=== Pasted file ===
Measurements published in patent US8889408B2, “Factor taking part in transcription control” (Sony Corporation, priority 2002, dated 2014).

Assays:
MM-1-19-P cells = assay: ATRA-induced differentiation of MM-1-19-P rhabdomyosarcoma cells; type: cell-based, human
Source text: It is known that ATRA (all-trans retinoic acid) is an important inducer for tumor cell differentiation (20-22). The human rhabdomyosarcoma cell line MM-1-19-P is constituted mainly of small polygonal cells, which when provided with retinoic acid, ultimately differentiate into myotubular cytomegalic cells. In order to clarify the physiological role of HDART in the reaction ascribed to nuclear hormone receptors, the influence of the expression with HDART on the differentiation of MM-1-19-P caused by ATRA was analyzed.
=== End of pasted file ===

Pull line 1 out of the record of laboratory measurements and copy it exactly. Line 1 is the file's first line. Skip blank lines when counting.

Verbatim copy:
Measurements published in patent US8889408B2, “Factor taking part in transcription control” (Sony Corporation, priority 2002, dated 2014).